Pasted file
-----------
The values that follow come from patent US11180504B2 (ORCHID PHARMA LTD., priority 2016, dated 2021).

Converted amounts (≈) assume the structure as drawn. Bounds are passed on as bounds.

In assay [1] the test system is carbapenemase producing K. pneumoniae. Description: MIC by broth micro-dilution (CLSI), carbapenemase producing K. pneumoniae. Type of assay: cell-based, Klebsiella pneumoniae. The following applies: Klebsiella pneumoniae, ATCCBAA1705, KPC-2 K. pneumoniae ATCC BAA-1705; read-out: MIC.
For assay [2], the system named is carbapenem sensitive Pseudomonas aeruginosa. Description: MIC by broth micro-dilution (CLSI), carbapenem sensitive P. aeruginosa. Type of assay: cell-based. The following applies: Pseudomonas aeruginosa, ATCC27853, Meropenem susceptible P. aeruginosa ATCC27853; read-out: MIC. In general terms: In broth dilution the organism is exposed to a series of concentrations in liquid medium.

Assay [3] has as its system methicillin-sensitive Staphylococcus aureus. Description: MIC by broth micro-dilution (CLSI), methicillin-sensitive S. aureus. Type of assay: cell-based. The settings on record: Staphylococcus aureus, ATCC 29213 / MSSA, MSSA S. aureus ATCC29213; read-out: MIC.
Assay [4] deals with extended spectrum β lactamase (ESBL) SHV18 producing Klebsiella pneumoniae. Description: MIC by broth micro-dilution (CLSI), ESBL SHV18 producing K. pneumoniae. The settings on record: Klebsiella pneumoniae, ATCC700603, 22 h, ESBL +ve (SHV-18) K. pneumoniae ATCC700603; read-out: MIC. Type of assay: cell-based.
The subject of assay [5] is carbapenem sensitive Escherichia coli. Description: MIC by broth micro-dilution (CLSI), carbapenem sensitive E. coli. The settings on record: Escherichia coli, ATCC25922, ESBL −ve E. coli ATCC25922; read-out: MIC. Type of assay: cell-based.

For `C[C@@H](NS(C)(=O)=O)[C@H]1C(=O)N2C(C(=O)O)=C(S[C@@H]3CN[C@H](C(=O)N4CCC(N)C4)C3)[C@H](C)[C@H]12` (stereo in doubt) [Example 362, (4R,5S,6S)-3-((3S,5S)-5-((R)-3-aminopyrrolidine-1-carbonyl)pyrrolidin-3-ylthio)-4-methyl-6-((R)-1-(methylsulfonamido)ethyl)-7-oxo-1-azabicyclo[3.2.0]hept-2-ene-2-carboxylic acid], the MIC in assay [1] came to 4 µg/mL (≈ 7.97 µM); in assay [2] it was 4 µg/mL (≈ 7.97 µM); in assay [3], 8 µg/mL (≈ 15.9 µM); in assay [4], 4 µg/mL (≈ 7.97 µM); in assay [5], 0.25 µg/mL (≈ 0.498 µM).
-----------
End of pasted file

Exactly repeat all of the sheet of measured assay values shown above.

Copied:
The values that follow come from patent US11180504B2 (ORCHID PHARMA LTD., priority 2016, dated 2021).

Converted amounts (≈) assume the structure as drawn. Bounds are passed on as bounds.

In assay [1] the test system is carbapenemase producing K. pneumoniae. Description: MIC by broth micro-dilution (CLSI), carbapenemase producing K. pneumoniae. Type of assay: cell-based, Klebsiella pneumoniae. The following applies: Klebsiella pneumoniae, ATCCBAA1705, KPC-2 K. pneumoniae ATCC BAA-1705; read-out: MIC.
For assay [2], the system named is carbapenem sensitive Pseudomonas aeruginosa. Description: MIC by broth micro-dilution (CLSI), carbapenem sensitive P. aeruginosa. Type of assay: cell-based. The following applies: Pseudomonas aeruginosa, ATCC27853, Meropenem susceptible P. aeruginosa ATCC27853; read-out: MIC. In general terms: In broth dilution the organism is exposed to a series of concentrations in liquid medium.

Assay [3] has as its system methicillin-sensitive Staphylococcus aureus. Description: MIC by broth micro-dilution (CLSI), methicillin-sensitive S. aureus. Type of assay: cell-based. The settings on record: Staphylococcus aureus, ATCC 29213 / MSSA, MSSA S. aureus ATCC29213; read-out: MIC.
Assay [4] deals with extended spectrum β lactamase (ESBL) SHV18 producing Klebsiella pneumoniae. Description: MIC by broth micro-dilution (CLSI), ESBL SHV18 producing K. pneumoniae. The settings on record: Klebsiella pneumoniae, ATCC700603, 22 h, ESBL +ve (SHV-18) K. pneumoniae ATCC700603; read-out: MIC. Type of assay: cell-based.
The subject of assay [5] is carbapenem sensitive Escherichia coli. Description: MIC by broth micro-dilution (CLSI), carbapenem sensitive E. coli. The settings on record: Escherichia coli, ATCC25922, ESBL −ve E. coli ATCC25922; read-out: MIC. Type of assay: cell-based.

For `C[C@@H](NS(C)(=O)=O)[C@H]1C(=O)N2C(C(=O)O)=C(S[C@@H]3CN[C@H](C(=O)N4CCC(N)C4)C3)[C@H](C)[C@H]12` (stereo in doubt) [Example 362, (4R,5S,6S)-3-((3S,5S)-5-((R)-3-aminopyrrolidine-1-carbonyl)pyrrolidin-3-ylthio)-4-methyl-6-((R)-1-(methylsulfonamido)ethyl)-7-oxo-1-azabicyclo[3.2.0]hept-2-ene-2-carboxylic acid], the MIC in assay [1] came to 4 µg/mL (≈ 7.97 µM); in assay [2] it was 4 µg/mL (≈ 7.97 µM); in assay [3], 8 µg/mL (≈ 15.9 µM); in assay [4], 4 µg/mL (≈ 7.97 µM); in assay [5], 0.25 µg/mL (≈ 0.498 µM).